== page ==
When it comes to Robert Jordan's fantasy series The Wheel of Time, then we are dealing with something much less successful and coherent of its kind than Blade Runner. Indeed, WoT is probably way-beyond the boundary of impossible to do successfully. To write a 14+1 volume novel (+1 = prequel), especially when each volume is so big... and when the author dies before 'completing' it... 

Well, I do not believe it can be done by anyone; and clearly not by Robert Jordan. 

I would also argue that such an entity can never be completed in the same sense a novel can be completed - thus The Wheel of Time becomes (after the first three volumes) more like a Soap Opera than a long novel; and - like a Soap - more concerned with finding new things to say and keeping-itself-going, then with reaching a satisfying and cohesive end.  

So, Wheel of Time is at a lower level of success in art than Blade Runner. Yet, The Wheel of Time was a hugely-loved and life-shaping work (at least in the USA - in the UK it is all-but unknown, hardly to be found in shops or libraries; certainly I never heard of it until after it had been ended).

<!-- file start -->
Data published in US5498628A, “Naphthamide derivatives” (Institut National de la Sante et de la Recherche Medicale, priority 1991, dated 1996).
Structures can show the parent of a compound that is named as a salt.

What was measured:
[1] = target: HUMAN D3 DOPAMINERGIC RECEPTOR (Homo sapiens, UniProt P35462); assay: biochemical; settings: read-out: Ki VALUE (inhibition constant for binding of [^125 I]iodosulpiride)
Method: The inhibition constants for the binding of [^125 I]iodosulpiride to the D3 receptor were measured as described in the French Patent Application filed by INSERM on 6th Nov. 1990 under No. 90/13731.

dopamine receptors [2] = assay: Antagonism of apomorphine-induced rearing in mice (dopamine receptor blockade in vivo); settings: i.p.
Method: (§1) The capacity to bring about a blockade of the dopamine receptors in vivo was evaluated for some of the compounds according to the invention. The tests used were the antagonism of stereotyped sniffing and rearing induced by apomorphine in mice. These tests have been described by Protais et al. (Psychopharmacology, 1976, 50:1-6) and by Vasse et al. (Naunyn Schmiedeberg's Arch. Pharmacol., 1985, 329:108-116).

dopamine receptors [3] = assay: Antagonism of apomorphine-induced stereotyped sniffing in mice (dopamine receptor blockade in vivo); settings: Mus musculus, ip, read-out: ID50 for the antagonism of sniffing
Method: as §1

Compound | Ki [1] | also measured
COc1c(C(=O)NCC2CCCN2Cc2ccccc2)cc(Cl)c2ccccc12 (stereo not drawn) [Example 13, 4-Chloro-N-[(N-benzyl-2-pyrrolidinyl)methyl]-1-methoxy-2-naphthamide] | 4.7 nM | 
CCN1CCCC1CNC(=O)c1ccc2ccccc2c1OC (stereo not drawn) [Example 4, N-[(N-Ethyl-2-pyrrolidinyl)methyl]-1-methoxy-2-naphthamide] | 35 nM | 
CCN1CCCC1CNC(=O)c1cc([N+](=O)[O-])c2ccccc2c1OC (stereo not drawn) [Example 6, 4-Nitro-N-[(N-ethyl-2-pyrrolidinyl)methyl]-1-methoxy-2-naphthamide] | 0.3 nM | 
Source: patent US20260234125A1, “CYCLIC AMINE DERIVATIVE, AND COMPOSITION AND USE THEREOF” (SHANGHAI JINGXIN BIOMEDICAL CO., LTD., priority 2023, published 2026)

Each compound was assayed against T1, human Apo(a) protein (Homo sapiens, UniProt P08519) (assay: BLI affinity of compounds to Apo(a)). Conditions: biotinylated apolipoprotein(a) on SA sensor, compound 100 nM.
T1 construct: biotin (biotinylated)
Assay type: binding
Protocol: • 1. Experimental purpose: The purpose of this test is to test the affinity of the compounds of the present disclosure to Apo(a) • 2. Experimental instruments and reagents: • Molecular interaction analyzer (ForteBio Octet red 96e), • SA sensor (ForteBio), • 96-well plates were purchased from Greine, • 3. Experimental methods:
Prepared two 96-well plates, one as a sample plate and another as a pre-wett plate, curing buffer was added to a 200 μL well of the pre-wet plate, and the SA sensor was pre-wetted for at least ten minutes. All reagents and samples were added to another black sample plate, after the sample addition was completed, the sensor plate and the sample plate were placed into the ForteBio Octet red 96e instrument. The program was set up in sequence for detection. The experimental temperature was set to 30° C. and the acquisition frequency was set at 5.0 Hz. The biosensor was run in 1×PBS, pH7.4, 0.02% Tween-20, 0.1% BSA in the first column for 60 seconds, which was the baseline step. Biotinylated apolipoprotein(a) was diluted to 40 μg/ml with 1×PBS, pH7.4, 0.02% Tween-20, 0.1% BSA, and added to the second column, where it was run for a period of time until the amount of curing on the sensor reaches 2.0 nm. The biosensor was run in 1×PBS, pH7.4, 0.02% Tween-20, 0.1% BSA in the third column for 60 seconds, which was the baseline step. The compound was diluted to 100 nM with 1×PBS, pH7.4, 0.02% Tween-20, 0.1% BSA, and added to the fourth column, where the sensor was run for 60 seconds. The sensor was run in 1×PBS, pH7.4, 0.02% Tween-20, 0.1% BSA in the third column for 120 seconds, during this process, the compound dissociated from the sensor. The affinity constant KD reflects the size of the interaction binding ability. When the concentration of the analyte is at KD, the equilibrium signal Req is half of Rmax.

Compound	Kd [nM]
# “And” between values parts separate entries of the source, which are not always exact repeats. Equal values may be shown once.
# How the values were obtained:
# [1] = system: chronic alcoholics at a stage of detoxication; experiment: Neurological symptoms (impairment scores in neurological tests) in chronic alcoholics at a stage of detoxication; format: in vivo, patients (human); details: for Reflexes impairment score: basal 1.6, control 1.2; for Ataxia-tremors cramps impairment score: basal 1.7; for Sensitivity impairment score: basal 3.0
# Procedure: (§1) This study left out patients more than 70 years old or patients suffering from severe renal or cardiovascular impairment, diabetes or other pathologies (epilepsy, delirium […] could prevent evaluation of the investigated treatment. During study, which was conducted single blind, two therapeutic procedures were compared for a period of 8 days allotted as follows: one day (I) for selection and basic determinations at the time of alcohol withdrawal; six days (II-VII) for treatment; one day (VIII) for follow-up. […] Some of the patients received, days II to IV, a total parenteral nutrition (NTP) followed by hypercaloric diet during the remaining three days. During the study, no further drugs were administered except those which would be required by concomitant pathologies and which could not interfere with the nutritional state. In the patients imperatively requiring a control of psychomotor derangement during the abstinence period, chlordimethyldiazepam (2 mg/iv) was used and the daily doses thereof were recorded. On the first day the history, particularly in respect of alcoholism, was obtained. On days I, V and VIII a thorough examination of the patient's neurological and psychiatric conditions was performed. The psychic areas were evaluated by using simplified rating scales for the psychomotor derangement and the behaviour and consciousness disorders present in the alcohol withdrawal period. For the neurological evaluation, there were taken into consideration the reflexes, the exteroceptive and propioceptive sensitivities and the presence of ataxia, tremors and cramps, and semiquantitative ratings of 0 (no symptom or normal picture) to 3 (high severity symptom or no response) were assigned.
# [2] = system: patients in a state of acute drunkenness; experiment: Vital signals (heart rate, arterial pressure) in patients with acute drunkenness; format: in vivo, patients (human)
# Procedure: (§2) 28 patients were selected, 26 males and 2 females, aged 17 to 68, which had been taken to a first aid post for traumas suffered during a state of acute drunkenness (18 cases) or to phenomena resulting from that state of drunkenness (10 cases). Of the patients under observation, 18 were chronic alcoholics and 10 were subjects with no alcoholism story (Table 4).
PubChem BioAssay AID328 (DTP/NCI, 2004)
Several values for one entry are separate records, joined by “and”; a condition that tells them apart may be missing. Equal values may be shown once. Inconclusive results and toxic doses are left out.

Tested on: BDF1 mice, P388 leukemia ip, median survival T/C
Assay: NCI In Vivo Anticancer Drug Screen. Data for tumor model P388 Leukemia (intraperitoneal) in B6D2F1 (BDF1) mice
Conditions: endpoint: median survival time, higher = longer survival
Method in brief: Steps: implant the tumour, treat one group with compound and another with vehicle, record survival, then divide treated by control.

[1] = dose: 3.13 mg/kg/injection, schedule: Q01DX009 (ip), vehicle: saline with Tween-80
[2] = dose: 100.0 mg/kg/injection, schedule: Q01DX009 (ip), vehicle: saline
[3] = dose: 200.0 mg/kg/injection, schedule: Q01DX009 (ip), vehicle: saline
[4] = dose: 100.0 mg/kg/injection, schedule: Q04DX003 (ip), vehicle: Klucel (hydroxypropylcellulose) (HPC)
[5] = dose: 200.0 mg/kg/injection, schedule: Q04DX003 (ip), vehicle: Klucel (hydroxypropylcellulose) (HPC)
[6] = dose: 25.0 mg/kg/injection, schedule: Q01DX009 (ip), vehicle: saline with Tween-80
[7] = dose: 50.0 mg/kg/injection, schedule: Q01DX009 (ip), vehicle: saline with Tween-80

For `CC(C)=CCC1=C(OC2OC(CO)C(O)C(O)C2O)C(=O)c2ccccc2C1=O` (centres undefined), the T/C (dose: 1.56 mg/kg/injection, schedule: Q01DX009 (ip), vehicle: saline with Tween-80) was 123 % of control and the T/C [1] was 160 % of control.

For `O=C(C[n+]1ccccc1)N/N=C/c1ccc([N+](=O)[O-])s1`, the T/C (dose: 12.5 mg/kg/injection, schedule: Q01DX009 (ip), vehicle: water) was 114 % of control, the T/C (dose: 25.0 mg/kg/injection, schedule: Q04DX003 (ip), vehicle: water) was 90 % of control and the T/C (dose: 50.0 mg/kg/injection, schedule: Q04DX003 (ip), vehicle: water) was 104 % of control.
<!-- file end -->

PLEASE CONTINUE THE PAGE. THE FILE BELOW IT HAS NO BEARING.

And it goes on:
I eventually read Wheel of Time through 2017 (in the audiobook version, mostly); and was aware of all sorts of problems and annoyances. Picking-out flaws is like shooting fish in a barrel - I did not even think it ended well (which is, for me, usually a lethal problem). 

And yet... In the first place I kept reading/ listening-to WoT, right to the end (and the prequel). And, more importantly, I have - over the past six years - gone back and reread the whole thing at least once, and parts of it several times...

In other words, The Wheel of Time works - in its annoying way, it has won my affection and goodwill. 

Several of the characters have become like old friends - and archetypal for Life. Several of the events have tremendous and lasting power.  

A valid critique of WoT therefore ought to start with this fact: that it works; and the most important thing criticism can do, is help us understand why it works. 

This 'why?' understanding cannot be about such things as influences and influence. The Arkhaven retrospective on Blade Runner makes this mistake - talking of the cinematic precursors of the Blade Runner aesthetic (Such as Lang's Metropolis - which I find unwatchable), and its literary consequences (such as Cyberpunk novels - which I don't like). 

As experiencers of art; we don't (except as a very secondary activity) care about influences: rightly, because these do not make a work good or bad.